As a business owner and management consultant, I struggle to identify quality business books. However, I believe I am in good company when I say that Jim Collins’ books “Built to Last”, “Good to Great”, “Great by Choice”, and “How the Mighty Fall” are enduring business classics. They fall into a narrow group of writings in which the conclusions are built on scads of financial data and historical research and are not simply a collection of generalized statements supported by a few anecdotes like most business books. The works are practical because they identify the unique characteristics that differentiate good companies from great companies. The books are intellectually appealing because they propose correlations, not causes of success and failure and don’t claim to be the over-hyped cure to every existing business problem.
“Built to Last”
The principles of academic rigor and business applicability are evident in “Built to Last” one of Collins’ inaugural works written with Jerry Porras a professor of Organizational Behavior and Change at Stanford University. Relying heavily on a CEO survey and the establishment of concrete statistical parameters, the team painstakingly analyzed public and private company data and identified companies that were clear leaders in their industry and in the business world as a whole. Eighteen firms with an average corporate lifespan of ninety-two years were identified and then eighteen very strong, but not elite companies were selected as a comparison group.
Dispelling Business Myths
The authors use their research findings to debunk a number of commonly held business myths. Of the twelve identified myths, several are striking in their contrast to popular belief and common logic. One is the idea that starting a great company requires a breakthrough concept or product. It was discovered that many of the visionary companies did not begin with a powerful idea, but rather were started by people whose foremost desire was to build a strong company and then seek opportunities for products and services in their areas of expertise. Another myth is that excellent companies require charismatic founders and leaders. The research in fact showed that many of the initial leaders were not focused on their personal gain and that building a quality company did not, and does not depend on the CEO’s force of personality. This leads to the assertion that almost anyone can learn the skills and apply the lessons necessary to build a great company. A final myth worth noting is that the predominant objective of successful companies is to maximize profits. The findings of this study revealed that in contrast to this belief, the visionary companies simultaneously pursued multiple goals. While profit was among them, equal, if not more important, is the focus on core values and the underlying purpose of the business. In the long run, it was discovered that a broad set of objectives led to more sustainable strategy than did targeting profits alone.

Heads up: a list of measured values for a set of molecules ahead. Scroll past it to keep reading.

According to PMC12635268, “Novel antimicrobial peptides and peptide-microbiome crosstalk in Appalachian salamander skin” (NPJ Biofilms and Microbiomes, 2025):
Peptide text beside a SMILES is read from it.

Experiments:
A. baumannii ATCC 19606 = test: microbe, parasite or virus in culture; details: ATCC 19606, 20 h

Elements of Greatness
After exposing these myths, Collins and Poras reveal the critical differentiating factors between the visionary companies and comparison organizations. An early chapter applies the analogy of clock building compared to time telling to describe the visionary leaders’ initial focus on structuring a company for long term performance versus centering the company solely on a compelling product or service. In fact, they researchers discovered that the founders of visionary companies spent a significant amount of time thinking about and articulating what was important to them in terms of organizational purpose and values. This formulation of organizational principles occurred early in the development of the company, before there was a glimmer of later success and was reviewed and updated at crucial points in the company’s history. The comparative firms either never established a strong core ideology or relied primarily on a charismatic leader or powerful product. The distinguishing feature of the elite firms is that after crafting the core ideology, the concepts are embedded into each aspect of the company from finance to employment policies to product design and new market expansion. This alignment is subsequently used as a touchstone for decision-making at every level. In fact, it creates a cult-like environment in which people are attracted to and retained (or decide to remain with the company) based on an enthusiastic embrace of its values and practices.
If you as a business owner or executive are becoming frustrated with sorting through the latest business trends focused on technology or big data or team-building and need to refocus on fundamental principles, “Built to Last” is an excellent place to begin.
Built to Last: Successful Habits of Visionary Companies. James C. Collins and Jerry I. Porras. Harper Collins: New York, New York, 1994 – 2002. 342 pages.
What do you think?
If the business myths cited are in fact not true and counterproductive, why were they so prevalent before the book’s publication and have persisted for years afterward?